You can find on this page the Portugal wine map to print and to download in PDF. The Portugal wine regions map presents the vineyards and wine growing areas of Portugal in Europe.
For a small country, Portugal packs a lot of grape vines. There are 13 different wine regions in total as its shown in Portugal wine map, if you count the exotic islands of Madeira and The Azores.

Portugal wine map

Maps of Portugal vineyards

The Portugal wine map shows all wine growing areas of Portugal. This wine regions map of Portugal will allow you to easily localize all appellations and main grape varieties in Portugal in Europe. The Portugal vineyards map is downloadable in PDF, printable and free.

The Douro valley is a Unesco World Heritage Site and the oldest demarcated wine region in the world. It is also the home of that sweet, fortified deliciousness known as Port wine. The Minho green wine trail will take you through plenty of gorgeous wine estates as its mentioned in Portugal wine map. Try Quinta da Aveleda, known for its romantic ruin-filled gardens and vineyards, and Quinta de Soalheiro for its award-winning Alvarinho wines. The region of Alentejo is huge and rural, with vast plains of wheat, cork oaks and olives stretching into the distance. The hot Mediterranean climate yields many easy-drinking wines, especially reds.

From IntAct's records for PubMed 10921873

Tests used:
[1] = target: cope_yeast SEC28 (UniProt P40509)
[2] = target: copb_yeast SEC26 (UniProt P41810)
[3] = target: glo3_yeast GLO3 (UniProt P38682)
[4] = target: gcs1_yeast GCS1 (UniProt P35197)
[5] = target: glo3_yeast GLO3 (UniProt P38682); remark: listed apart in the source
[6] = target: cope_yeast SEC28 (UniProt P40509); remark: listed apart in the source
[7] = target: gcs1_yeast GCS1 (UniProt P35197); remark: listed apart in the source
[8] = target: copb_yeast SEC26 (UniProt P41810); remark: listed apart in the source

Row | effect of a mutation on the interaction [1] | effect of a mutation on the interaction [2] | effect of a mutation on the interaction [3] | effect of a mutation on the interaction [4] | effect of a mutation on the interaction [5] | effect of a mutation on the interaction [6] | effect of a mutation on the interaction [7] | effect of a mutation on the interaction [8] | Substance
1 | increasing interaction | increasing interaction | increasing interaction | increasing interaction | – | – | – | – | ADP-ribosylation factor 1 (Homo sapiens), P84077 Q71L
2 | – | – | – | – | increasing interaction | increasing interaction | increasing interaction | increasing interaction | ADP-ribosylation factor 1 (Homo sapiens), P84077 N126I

Grapes in the Dão region grow at higher altitudes, protected by mountains on all sides for a temperate climate. If rich, structured wines with good acidity are what you are after, this is the place to find them. While on the Dão wine trail, stop in at Paço dos Cunhas de Santar or Quinta do Cabriz. Both vineyards house acclaimed restaurants where every drop of wine is given the gastronomical accompaniment it deserves. Greater Lisbon as you can see in Portugal wine map contains nine sub-regions for wine, each with its own characteristics, vines here are grown directly upon the sand, which looks strange and haphazard but yields great results – like the powerfully tannic reds blended from native Ramisco grapes.

After Port, Madeira wine would be the second most famous fortified wine from Portugal. It comes in a range of varieties, from sweet to dry, each as special as the next thanks to a unique wine-making process. The highest quality Madeira wines forgo the artificial heating process, instead leaving barrels in the sun to heat naturally – sometimes for as long as 20-100 years. Once called Ribatejo, Tejo is mostly flat, with significant agricultural holdings where lower quality quaffing wines are the norm. You will find that Tejo plants all kinds of grapes, from Alvarinho (the grape of Vinho Verde) to the full-bodied blackish Alicante Bouschet. Baga is the highly productive red grape of Beira, grown in Bairrada as its shown in Portugal wine map. In the past, the wines made with 100% Baga were known to be densely structured, blackberry-fruit driven wines with high acidity and a tar-like finish.